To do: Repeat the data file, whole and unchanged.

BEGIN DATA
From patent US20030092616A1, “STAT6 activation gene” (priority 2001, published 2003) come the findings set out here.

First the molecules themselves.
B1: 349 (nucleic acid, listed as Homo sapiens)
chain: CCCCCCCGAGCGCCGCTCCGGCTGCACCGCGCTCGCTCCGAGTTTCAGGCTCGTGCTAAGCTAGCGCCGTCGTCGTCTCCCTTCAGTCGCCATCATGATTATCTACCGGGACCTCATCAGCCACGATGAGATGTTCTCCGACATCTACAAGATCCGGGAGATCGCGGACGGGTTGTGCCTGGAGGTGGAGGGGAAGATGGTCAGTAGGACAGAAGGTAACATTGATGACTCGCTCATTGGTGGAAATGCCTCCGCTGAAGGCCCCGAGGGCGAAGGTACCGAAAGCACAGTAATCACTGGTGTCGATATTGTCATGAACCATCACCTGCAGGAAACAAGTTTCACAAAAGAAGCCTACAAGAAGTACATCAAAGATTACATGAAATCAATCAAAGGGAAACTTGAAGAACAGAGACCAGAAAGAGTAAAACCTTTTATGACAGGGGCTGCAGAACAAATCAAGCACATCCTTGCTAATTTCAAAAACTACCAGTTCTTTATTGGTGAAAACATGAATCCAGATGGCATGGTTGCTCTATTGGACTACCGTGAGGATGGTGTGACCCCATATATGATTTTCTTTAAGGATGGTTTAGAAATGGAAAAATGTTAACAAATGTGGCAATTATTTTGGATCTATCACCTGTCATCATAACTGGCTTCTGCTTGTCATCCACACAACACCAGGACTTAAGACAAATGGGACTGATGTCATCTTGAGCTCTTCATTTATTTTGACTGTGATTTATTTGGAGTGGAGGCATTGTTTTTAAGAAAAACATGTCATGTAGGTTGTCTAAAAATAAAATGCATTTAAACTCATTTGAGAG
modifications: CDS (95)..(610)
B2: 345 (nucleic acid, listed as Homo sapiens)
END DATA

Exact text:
From patent US20030092616A1, “STAT6 activation gene” (priority 2001, published 2003) come the findings set out here.

First the molecules themselves.
B1: 349 (nucleic acid, listed as Homo sapiens)
chain: CCCCCCCGAGCGCCGCTCCGGCTGCACCGCGCTCGCTCCGAGTTTCAGGCTCGTGCTAAGCTAGCGCCGTCGTCGTCTCCCTTCAGTCGCCATCATGATTATCTACCGGGACCTCATCAGCCACGATGAGATGTTCTCCGACATCTACAAGATCCGGGAGATCGCGGACGGGTTGTGCCTGGAGGTGGAGGGGAAGATGGTCAGTAGGACAGAAGGTAACATTGATGACTCGCTCATTGGTGGAAATGCCTCCGCTGAAGGCCCCGAGGGCGAAGGTACCGAAAGCACAGTAATCACTGGTGTCGATATTGTCATGAACCATCACCTGCAGGAAACAAGTTTCACAAAAGAAGCCTACAAGAAGTACATCAAAGATTACATGAAATCAATCAAAGGGAAACTTGAAGAACAGAGACCAGAAAGAGTAAAACCTTTTATGACAGGGGCTGCAGAACAAATCAAGCACATCCTTGCTAATTTCAAAAACTACCAGTTCTTTATTGGTGAAAACATGAATCCAGATGGCATGGTTGCTCTATTGGACTACCGTGAGGATGGTGTGACCCCATATATGATTTTCTTTAAGGATGGTTTAGAAATGGAAAAATGTTAACAAATGTGGCAATTATTTTGGATCTATCACCTGTCATCATAACTGGCTTCTGCTTGTCATCCACACAACACCAGGACTTAAGACAAATGGGACTGATGTCATCTTGAGCTCTTCATTTATTTTGACTGTGATTTATTTGGAGTGGAGGCATTGTTTTTAAGAAAAACATGTCATGTAGGTTGTCTAAAAATAAAATGCATTTAAACTCATTTGAGAG
modifications: CDS (95)..(610)
B2: 345 (nucleic acid, listed as Homo sapiens)